NEW YORK - Life expectancy in the United States is up for the first time in four years.
The increase is small — just a month — but marks at least a temporary halt to a downward trend. The rise is due to lower death rates for cancer and drug overdoses.
"Let’s just hope it continues,” said Robert Anderson, who oversees the report released Thursday by the Centers for Disease Control and Prevention.
The latest calculation is for 2018 and factors in current death trends and other issues. On average, an infant born that year is expected to live about 78 years and 8 months, the CDC said.
For males, it's about 76 years and 2 months; for females 81 years and 1 month.
A file image shows a woman jogging under the Brooklyn Bridge in New York on Nov. 17, 2017. (Photo credit: JEWEL SAMAD/AFP via Getty Images)
For decades, U.S. life expectancy was on the upswing, rising a few months nearly every year. But from 2014 to 2017, it fell slightly or held steady. That was blamed largely on surges in overdose deaths and suicides.
Suicides continued to increase in 2018, as did deaths from the flu and pneumonia during what turned out to be an unusually bad flu year. But declines in some other causes of death — most notably cancer and drug overdoses — were enough to overcome all that, according to the report.
Cancer is the nation’s No. 2 killer, blamed for about 600,000 deaths a year, so even slight changes in the cancer death rate can have a big impact. The rate fell more than 2%, matching the drop in 2017.
“I’m a little surprised that rapid pace is continuing,” said Rebecca Siegel, a researcher for the American Cancer Society.
Most of the improvement is in lung cancer because of fewer smokers and better treatments, she said.
Also striking was the drop in drug overdose deaths that had skyrocketed through 2017. The death rate fell 4% in 2018 and the number of deaths dropped to about 67,400.
Deaths from heroin and prescription painkillers went down, however, deaths from other drugs — fentanyl, cocaine and meth — continued to go up. And preliminary data for the first half of 2019 suggest the overall decline in overdose deaths is already slowing down.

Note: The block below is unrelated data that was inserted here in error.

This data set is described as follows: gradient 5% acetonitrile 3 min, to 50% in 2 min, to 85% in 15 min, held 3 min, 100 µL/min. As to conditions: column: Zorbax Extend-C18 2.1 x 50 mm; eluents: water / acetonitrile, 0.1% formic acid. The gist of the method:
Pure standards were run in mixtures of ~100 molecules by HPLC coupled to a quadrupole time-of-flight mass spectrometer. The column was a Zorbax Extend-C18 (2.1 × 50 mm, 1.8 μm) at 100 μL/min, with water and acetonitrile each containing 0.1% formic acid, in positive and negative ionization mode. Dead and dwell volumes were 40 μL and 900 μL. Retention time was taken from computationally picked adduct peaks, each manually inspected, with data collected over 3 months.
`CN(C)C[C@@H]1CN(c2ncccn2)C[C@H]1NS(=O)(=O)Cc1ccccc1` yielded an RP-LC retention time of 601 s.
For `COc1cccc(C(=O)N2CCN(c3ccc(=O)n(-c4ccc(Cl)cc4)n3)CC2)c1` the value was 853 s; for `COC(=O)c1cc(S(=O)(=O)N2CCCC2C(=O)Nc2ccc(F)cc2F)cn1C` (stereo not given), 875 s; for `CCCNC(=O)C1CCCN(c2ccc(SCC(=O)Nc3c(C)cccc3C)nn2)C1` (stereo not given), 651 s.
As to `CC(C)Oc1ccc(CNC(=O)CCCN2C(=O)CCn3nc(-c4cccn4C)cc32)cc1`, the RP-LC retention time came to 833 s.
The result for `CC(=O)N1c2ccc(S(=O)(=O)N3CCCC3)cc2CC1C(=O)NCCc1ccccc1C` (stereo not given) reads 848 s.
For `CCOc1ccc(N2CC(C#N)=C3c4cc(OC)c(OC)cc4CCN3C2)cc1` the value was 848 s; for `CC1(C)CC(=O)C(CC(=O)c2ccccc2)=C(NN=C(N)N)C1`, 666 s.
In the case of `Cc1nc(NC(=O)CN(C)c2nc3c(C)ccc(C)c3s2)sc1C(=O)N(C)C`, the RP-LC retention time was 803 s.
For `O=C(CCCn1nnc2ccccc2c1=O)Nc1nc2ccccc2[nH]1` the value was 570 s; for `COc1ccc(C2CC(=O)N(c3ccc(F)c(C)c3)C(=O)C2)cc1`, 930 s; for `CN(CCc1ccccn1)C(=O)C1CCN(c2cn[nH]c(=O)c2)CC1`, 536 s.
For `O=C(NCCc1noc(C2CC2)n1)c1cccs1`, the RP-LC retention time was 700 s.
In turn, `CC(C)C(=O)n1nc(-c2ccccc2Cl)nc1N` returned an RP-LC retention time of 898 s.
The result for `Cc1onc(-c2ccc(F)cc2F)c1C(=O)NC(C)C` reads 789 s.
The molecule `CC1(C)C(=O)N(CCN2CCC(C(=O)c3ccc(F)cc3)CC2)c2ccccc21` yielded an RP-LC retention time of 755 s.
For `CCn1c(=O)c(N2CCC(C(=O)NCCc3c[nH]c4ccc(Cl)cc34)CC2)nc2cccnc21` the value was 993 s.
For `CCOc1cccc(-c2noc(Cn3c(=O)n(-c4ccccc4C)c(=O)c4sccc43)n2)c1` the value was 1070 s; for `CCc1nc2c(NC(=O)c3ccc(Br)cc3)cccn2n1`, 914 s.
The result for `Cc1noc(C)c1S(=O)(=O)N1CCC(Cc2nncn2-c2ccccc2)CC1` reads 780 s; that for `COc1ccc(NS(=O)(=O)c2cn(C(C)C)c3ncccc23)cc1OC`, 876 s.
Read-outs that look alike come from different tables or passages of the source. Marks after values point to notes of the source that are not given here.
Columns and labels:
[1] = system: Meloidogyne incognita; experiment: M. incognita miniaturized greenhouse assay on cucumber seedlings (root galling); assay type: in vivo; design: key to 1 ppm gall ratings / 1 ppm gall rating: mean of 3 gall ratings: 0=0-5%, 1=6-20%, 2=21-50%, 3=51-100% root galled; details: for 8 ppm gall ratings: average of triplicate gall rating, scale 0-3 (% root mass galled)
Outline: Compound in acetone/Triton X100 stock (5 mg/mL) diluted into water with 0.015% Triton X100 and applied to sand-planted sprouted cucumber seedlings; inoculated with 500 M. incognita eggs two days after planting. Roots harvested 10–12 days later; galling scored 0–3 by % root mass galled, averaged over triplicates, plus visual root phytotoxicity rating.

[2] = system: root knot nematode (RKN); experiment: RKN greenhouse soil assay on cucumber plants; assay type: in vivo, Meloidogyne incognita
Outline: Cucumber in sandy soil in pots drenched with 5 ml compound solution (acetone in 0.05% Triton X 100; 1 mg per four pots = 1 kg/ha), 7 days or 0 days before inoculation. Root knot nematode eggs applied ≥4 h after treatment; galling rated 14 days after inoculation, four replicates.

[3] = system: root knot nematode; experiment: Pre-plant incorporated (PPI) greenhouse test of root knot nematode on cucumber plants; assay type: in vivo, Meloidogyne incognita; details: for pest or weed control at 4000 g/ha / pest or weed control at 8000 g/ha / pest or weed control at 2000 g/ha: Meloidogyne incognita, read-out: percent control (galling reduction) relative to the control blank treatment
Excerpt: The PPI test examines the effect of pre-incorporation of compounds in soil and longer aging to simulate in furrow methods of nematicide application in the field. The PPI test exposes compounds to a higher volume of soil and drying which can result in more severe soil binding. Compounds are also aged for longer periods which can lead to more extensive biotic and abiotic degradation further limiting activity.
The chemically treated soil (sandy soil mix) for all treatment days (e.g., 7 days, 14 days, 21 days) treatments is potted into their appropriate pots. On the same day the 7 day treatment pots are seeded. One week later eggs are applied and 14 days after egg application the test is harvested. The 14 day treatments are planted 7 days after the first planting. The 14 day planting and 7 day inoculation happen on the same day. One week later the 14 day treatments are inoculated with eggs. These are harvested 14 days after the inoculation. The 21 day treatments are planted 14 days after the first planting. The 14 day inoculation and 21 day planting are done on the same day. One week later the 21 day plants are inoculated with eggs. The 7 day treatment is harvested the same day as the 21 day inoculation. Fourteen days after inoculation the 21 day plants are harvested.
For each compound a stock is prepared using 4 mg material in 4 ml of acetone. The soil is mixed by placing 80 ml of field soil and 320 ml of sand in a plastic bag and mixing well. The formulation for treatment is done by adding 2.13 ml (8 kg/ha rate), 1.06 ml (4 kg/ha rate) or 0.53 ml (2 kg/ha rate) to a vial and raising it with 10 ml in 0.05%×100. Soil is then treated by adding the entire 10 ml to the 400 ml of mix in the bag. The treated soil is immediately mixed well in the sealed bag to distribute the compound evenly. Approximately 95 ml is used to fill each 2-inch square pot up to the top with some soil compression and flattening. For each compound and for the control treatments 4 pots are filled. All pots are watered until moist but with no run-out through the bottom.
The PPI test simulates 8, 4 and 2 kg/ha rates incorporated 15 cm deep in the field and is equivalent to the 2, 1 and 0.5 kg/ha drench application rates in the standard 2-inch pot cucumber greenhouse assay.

It's still a crisis, said Katherine Keyes, a Columbia University researcher. “But the fact that we have seen the first year where there’s not an additional increase is encouraging.”
The national decline was driven by dips in 14 states, the CDC's Anderson said. Those include states where overdose deaths have been most common, like Ohio, Pennsylvania, Kentucky, and West Virginia.
In Ohio's Hamilton County, which includes Cincinnati, overdose deaths fell in 2018 and preliminary data indicates another drop last year. County health commissioner Tim Ingram credited efforts to try to expand access to treatment, and to widely distribute the overdose reversal drug Narcan.
“We almost saturated our community with Narcan,” he said.
Nationally, for all causes of death, more than 2.8 million Americans died in 2018. That’s about 26,000 more than the year before, the CDC report found. The number went up even as the death rate went down, because the population is growing and a large group are retirement age baby boomers.
— The 10 leading causes of death remained the same, with heart disease at No. 1. The death rate for heart disease declined slightly, by less than 1%.
— Death rates also dropped for stroke, Alzheimer's disease, chronic lower respiratory diseases and unintentional injuries, which includes drug overdoses.
— Americans who were 65 in 2018 are expected to live another 19 years and six months, on average.
— The infant mortality rate fell more than 2%, to 1 in 177 births.
— The suicide death rate hit its highest level since 1941 — about 14 per 100,000. The rate peaked during the Depression in 1932 then mostly declined until 2000. It's been rising most years since then.
The U.S. has the highest suicide rate of 11 wealthy nations studied, according to a separate report released Thursday by the private Commonwealth Fund. That report also found U.S. life expectancy is two years lower that the average for the 10 other wealthy nations.